- Plague Town C+ Fri., April 3, 4:45pm, I-House.
- The Way We Get By (above) B Fri., April 3, 3pm, Ritz East and Sat., April 4, 4:30pm, Black Box at the Prince.
- Zift C+ Sat., April 4, 5:30pm, The Bridge.
Unseen So Far But Looks Notable (Possibly)
- Despite screaming oh so Eastern European, stop motion kings the Quay Brothers — that’s Stephen and Timothy to you — are in fact totally Philly. Well, almost. Born in Norristown, they attended UArts, flew to Europe and eventually cranked out a respectably unique body of work (including contributions to this). Back in town briefly, they will introduce both their first of two long players, 1995’s perversely live-action Institute Benjamenta (Fri., April 3, 9:15pm, Prince Music Theater), as well as a smattering of their shorts, including the classic Street of Crocodiles (above) and their most recent Eurydice – She, So Beloved (Sat., April 4, 2pm, Prince Music Theater).
- From The Syrian Bride’s Eran Riklis comes Lemon Tree, another look at Israeli-Palestinian relations, this one starring The Visitor’s great Hiam Abbass. Fri., April 3, 12:15pm, Ritz East.
- More Eastern European miserablism! The Tour brings a darkly comic look at an acting troupe who wind up on the front lines of Bosnia’s civil war. Whoops! Fri., April 3, 2:30pm, Ritz 5.
- Starring An Affair of Love’s Nathalie Baye, A French Gigolo — from France — concerns a middle-aged woman (Baye) who has forsaken romance and emotion and whatnot in favor of shtupping male escorts. Sat., April 4, 7:15pm, Ritz East.
- The Danish Worlds Apart is the gazillionth riff on Romeo and Juliet, with a Jehovah’s Witness falling for a non-Jehovah’s Witness, resulting in much tut-tutting. Fri., April 3, 5pm.
- Singing, spying and capering inexplicably come together in the French Joy of Singing, featuring such sights/sounds as Jacques Rivette regular Jeanne Balibar singing the Pretenders. Sat., April 4, 12pm, Prince Music Theater and Sun., April 5, 8:30pm, Black Box at the Prince.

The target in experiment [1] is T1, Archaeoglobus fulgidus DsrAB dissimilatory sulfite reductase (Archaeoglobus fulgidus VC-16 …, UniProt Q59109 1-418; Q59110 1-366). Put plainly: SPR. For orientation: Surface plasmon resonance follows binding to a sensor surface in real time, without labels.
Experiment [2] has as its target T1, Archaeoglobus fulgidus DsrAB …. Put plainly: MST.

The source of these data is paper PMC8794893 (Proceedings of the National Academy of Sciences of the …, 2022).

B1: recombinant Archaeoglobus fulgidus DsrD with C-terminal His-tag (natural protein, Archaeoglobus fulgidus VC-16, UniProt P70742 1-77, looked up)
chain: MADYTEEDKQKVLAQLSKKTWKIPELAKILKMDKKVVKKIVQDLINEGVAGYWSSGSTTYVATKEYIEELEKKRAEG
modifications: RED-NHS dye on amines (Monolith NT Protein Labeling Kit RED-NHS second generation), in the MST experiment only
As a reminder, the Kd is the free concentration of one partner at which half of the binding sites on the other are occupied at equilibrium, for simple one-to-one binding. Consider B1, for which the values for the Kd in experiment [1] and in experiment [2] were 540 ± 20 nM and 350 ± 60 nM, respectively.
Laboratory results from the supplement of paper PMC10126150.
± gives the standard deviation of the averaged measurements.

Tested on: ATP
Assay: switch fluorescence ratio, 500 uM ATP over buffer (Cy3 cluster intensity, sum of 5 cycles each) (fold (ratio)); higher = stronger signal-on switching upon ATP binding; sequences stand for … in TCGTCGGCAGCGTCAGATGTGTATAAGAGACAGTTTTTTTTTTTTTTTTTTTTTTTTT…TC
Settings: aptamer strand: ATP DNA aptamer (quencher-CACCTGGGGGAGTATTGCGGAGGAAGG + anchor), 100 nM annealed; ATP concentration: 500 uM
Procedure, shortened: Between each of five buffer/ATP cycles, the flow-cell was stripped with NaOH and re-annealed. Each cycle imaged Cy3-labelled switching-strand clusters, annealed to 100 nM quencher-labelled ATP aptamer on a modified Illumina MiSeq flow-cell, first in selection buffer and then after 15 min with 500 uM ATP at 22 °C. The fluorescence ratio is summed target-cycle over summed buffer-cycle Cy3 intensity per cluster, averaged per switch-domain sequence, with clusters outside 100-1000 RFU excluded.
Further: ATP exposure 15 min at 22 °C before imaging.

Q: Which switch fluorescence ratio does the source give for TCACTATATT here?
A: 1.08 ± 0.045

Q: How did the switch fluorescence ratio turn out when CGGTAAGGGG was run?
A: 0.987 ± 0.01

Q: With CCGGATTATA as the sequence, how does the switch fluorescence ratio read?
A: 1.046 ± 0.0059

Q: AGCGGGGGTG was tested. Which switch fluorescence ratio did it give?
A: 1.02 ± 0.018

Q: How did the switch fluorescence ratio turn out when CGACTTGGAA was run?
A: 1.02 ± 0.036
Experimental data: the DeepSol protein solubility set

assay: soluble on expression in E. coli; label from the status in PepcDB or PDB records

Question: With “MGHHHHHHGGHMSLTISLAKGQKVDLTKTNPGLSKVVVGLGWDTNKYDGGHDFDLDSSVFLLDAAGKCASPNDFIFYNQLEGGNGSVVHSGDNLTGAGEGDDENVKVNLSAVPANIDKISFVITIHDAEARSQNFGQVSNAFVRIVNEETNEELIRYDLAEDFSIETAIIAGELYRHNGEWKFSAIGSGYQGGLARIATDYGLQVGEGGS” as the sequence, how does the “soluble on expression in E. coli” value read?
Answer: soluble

- There are already three films in the fest about kids abandoned by their mother (It’s Not Me I Swear!, Mommy is at the Hairdressers and Treeless Mountain), so why not a fourth? Hailing from China America, Children of Invention, Tze Chun’s debut, has the mom go missing, and soon after the whole family is evicted. Fun. Sat., April 4, 12:30pm, The Bridge and Sun., April 5, 4pm, Black Box at the Prince.
- Alfre Woodard will, alas, not be able receive the Fade to Black Quest Award in person prior to the Saturday screening of American Violet, a drama from Tim Disney (yes, relation) about a woman railroaded by the system, or at least a sniveling D.A. Michael O’Keefe. Tim Blake Nelson, who ought to act a lot more, also features. Sat., April 4, 6:30pm and Sun., April 5, 2:30pm, both at Prince Music Theater.
- Gael Garcia Bernal and Diego Luna reunite, and for Y Tu Mama Tambien director Alfonso Cuarón’s brother Carlos no less, in Rudo y Cursi, about two soccer players stumbling as they hit the big time. Luna has a mustache. Sat., April 4, 9:30pm, Ritz East.
- Colorado resident Danny Ledonne’s infamous game Super Columbine Massacre RPG! is the subject of the doc Playing Columbine … which was directed by Ledonne himself. How about that. Sat., April 4:45pm, Ritz East and Sun., April 5, 9:30pm, Ritz East.